"No worry" is a common phrase you hear in Australia in response to almost anything. It can replace, “You’re welcome“ or just as it says on the vegemite tin, it can be a simple request to just not worry about it. Even wikipedia agrees, declaring it the national motto of Australia.
So far in March we see a "no worry" mentality prevail for the Australian Dollar when it compared with the major currencies as it rode out the crests and troughs that political and economic events caused in the currency markets.
Let’s take a closer look at performance of the Australian Dollar this month.
When measuring the AUD against the USD, we saw it start the month at 0.7735 on March 1st with CurrencyFair. Despite global concerns around new US tariffs, the AUD had a "No Worry" attitude.
Congratulatory tweets between the two leaders, confirmed emergency discussions had resulted in a “security agreement’ between the US and Australia. This agreement means Australia is exempt from the planned US tariffs and saw the AUD/USD exchange rate at 0.785 on March 12th with CurrencyFair.
Turning to the UK, poor relations between the UK and the European Council (EC) after Brexit has allowed the Australian Dollar to advance on Sterling this month.
Entering March at 0.563, the AUD/GBP exchange rate climbed to the 0.5668 mark on March 12th with CurrencyFair, on the back of renewed Sterling weakness due to Brexit negotiations.
Last week EC President Donald Tusk stated that even if a Brexit agreement is reached, it will not make “trade between the UK and EU frictionless or smoother”. Statements such as these tend to mean progress in Brexit talks goes walkabout and adversely affect Sterling.
The Australian Dollar has rallied against the Euro this month in response to eurozone events. The AUD/EUR exchange rate boomeranged from its March 3rd low of 0.6258 and jumped by almost 2% to 0.6377 on March 12th with CurrencyFair.
The weakening of the Euro was due to the word from on high - or European Central Bank (ECB) President Mario Draghi - that the ECB was not quite ready to remove their monetary stimulus that is still supporting the euro zone economy.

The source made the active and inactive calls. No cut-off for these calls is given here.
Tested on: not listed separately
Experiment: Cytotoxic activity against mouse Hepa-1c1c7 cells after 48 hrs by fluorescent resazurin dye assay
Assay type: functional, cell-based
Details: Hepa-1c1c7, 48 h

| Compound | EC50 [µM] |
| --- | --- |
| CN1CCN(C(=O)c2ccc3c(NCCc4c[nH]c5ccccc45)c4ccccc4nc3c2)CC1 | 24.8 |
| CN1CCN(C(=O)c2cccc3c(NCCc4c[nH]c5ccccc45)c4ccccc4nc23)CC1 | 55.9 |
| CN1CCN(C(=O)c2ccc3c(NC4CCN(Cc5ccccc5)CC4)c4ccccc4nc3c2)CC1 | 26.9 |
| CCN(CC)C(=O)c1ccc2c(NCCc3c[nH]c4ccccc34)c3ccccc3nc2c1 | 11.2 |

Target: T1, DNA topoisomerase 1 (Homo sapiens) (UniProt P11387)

Outside influences also played a part in the AUD’s performance this month. The Euro suffered from the US decision to introduce tariffs as the EU is viewed as a possible target if import tariffs are indeed levied by the US on aluminum and steel.
After last weekend’s election results, Italy now faces political uncertainty as the parties try to form a coalition agreement which in turn can soften the Euro’s chances of rallying against the AUD.
So will the AUD stay as fit as a Mallee bull this March? We will continue to report on the latest market movements for the AUD in the coming weeks.
We have listed all the major currency events of note for your diary below:
Australian DATA releases this month:
Mar 13 - AUD NAB Business Confidence (Feb)
Mar 13 - AUD Westpac Consumer Confidence (Mar)
Mar 15 - AUD Consumer Inflation Expectation (Mar)
Mar 21 - AUD Employment Change (FEB)
Mar 22 - AUD Unemployment Rate (FEB)
The news and information contained herein is not investment advice. We intend to merely bring together and collate the latest views and news pertaining to the currency markets – subsequent decision making is done so independently of CurrencyFair and this communication. All quoted exchange rates are indicative. We cannot guarantee 100% accuracy owing to the highly volatile and liquid nature of this currency markets and rates are not guaranteed.